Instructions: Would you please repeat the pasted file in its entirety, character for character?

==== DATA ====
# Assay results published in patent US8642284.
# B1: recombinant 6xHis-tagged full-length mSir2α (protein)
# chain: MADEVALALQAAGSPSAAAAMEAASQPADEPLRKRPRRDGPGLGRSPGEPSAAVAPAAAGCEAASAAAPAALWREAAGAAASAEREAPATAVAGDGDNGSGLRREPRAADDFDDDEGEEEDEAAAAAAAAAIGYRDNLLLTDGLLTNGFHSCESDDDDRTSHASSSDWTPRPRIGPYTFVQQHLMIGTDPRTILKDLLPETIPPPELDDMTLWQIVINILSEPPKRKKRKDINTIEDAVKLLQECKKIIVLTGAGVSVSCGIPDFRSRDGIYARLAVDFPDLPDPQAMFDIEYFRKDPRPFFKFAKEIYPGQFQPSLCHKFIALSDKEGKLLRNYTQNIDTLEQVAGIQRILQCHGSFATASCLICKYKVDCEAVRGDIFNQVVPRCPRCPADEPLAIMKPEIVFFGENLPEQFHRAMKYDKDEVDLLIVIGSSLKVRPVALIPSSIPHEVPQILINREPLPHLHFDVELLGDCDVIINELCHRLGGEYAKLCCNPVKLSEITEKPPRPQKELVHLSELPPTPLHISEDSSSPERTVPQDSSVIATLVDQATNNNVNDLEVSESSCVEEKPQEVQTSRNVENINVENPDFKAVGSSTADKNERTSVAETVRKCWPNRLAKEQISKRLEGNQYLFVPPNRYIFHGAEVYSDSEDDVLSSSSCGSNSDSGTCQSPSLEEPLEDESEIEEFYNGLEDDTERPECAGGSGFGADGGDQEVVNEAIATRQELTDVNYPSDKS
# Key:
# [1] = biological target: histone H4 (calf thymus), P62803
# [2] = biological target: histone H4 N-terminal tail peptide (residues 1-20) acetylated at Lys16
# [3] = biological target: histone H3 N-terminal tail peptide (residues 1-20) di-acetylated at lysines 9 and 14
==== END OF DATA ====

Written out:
# Assay results published in patent US8642284.
# B1: recombinant 6xHis-tagged full-length mSir2α (protein)
# chain: MADEVALALQAAGSPSAAAAMEAASQPADEPLRKRPRRDGPGLGRSPGEPSAAVAPAAAGCEAASAAAPAALWREAAGAAASAEREAPATAVAGDGDNGSGLRREPRAADDFDDDEGEEEDEAAAAAAAAAIGYRDNLLLTDGLLTNGFHSCESDDDDRTSHASSSDWTPRPRIGPYTFVQQHLMIGTDPRTILKDLLPETIPPPELDDMTLWQIVINILSEPPKRKKRKDINTIEDAVKLLQECKKIIVLTGAGVSVSCGIPDFRSRDGIYARLAVDFPDLPDPQAMFDIEYFRKDPRPFFKFAKEIYPGQFQPSLCHKFIALSDKEGKLLRNYTQNIDTLEQVAGIQRILQCHGSFATASCLICKYKVDCEAVRGDIFNQVVPRCPRCPADEPLAIMKPEIVFFGENLPEQFHRAMKYDKDEVDLLIVIGSSLKVRPVALIPSSIPHEVPQILINREPLPHLHFDVELLGDCDVIINELCHRLGGEYAKLCCNPVKLSEITEKPPRPQKELVHLSELPPTPLHISEDSSSPERTVPQDSSVIATLVDQATNNNVNDLEVSESSCVEEKPQEVQTSRNVENINVENPDFKAVGSSTADKNERTSVAETVRKCWPNRLAKEQISKRLEGNQYLFVPPNRYIFHGAEVYSDSEDDVLSSSSCGSNSDSGTCQSPSLEEPLEDESEIEEFYNGLEDDTERPECAGGSGFGADGGDQEVVNEAIATRQELTDVNYPSDKS
# Key:
# [1] = biological target: histone H4 (calf thymus), P62803
# [2] = biological target: histone H4 N-terminal tail peptide (residues 1-20) acetylated at Lys16
# [3] = biological target: histone H3 N-terminal tail peptide (residues 1-20) di-acetylated at lysines 9 and 14